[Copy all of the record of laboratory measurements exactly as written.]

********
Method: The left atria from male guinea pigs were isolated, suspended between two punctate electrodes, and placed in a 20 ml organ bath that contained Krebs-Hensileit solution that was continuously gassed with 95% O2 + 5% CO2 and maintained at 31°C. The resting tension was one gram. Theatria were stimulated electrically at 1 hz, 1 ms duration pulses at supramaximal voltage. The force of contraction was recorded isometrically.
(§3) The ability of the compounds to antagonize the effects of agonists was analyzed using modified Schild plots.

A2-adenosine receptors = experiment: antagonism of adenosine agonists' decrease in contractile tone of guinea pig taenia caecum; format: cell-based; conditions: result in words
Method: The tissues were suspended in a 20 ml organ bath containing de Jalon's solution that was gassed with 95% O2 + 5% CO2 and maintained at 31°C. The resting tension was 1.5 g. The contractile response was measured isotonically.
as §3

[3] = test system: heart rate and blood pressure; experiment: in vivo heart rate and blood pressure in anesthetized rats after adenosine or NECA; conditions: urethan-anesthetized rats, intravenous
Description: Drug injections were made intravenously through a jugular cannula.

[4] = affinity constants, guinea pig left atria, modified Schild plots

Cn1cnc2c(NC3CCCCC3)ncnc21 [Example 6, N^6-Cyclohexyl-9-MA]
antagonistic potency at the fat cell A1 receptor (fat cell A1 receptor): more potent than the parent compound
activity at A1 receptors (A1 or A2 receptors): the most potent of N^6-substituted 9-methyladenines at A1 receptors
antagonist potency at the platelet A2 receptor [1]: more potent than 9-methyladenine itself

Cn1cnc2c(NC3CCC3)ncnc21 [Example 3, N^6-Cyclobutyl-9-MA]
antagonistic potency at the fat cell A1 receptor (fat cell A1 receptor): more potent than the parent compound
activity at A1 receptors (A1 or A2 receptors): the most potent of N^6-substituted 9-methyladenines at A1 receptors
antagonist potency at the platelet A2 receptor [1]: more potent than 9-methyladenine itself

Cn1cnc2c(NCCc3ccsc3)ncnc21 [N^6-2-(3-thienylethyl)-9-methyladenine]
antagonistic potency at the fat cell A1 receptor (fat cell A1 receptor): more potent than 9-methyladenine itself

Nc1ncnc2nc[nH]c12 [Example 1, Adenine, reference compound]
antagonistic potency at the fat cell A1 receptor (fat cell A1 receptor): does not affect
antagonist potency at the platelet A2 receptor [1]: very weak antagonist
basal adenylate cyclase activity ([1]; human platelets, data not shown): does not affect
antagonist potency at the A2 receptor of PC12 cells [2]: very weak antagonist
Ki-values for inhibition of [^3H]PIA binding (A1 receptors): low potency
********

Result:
Method: The left atria from male guinea pigs were isolated, suspended between two punctate electrodes, and placed in a 20 ml organ bath that contained Krebs-Hensileit solution that was continuously gassed with 95% O2 + 5% CO2 and maintained at 31°C. The resting tension was one gram. Theatria were stimulated electrically at 1 hz, 1 ms duration pulses at supramaximal voltage. The force of contraction was recorded isometrically.
(§3) The ability of the compounds to antagonize the effects of agonists was analyzed using modified Schild plots.

A2-adenosine receptors = experiment: antagonism of adenosine agonists' decrease in contractile tone of guinea pig taenia caecum; format: cell-based; conditions: result in words
Method: The tissues were suspended in a 20 ml organ bath containing de Jalon's solution that was gassed with 95% O2 + 5% CO2 and maintained at 31°C. The resting tension was 1.5 g. The contractile response was measured isotonically.
as §3

[3] = test system: heart rate and blood pressure; experiment: in vivo heart rate and blood pressure in anesthetized rats after adenosine or NECA; conditions: urethan-anesthetized rats, intravenous
Description: Drug injections were made intravenously through a jugular cannula.

[4] = affinity constants, guinea pig left atria, modified Schild plots

Cn1cnc2c(NC3CCCCC3)ncnc21 [Example 6, N^6-Cyclohexyl-9-MA]
antagonistic potency at the fat cell A1 receptor (fat cell A1 receptor): more potent than the parent compound
activity at A1 receptors (A1 or A2 receptors): the most potent of N^6-substituted 9-methyladenines at A1 receptors
antagonist potency at the platelet A2 receptor [1]: more potent than 9-methyladenine itself

Cn1cnc2c(NC3CCC3)ncnc21 [Example 3, N^6-Cyclobutyl-9-MA]
antagonistic potency at the fat cell A1 receptor (fat cell A1 receptor): more potent than the parent compound
activity at A1 receptors (A1 or A2 receptors): the most potent of N^6-substituted 9-methyladenines at A1 receptors
antagonist potency at the platelet A2 receptor [1]: more potent than 9-methyladenine itself

Cn1cnc2c(NCCc3ccsc3)ncnc21 [N^6-2-(3-thienylethyl)-9-methyladenine]
antagonistic potency at the fat cell A1 receptor (fat cell A1 receptor): more potent than 9-methyladenine itself

Nc1ncnc2nc[nH]c12 [Example 1, Adenine, reference compound]
antagonistic potency at the fat cell A1 receptor (fat cell A1 receptor): does not affect
antagonist potency at the platelet A2 receptor [1]: very weak antagonist
basal adenylate cyclase activity ([1]; human platelets, data not shown): does not affect
antagonist potency at the A2 receptor of PC12 cells [2]: very weak antagonist
Ki-values for inhibition of [^3H]PIA binding (A1 receptors): low potency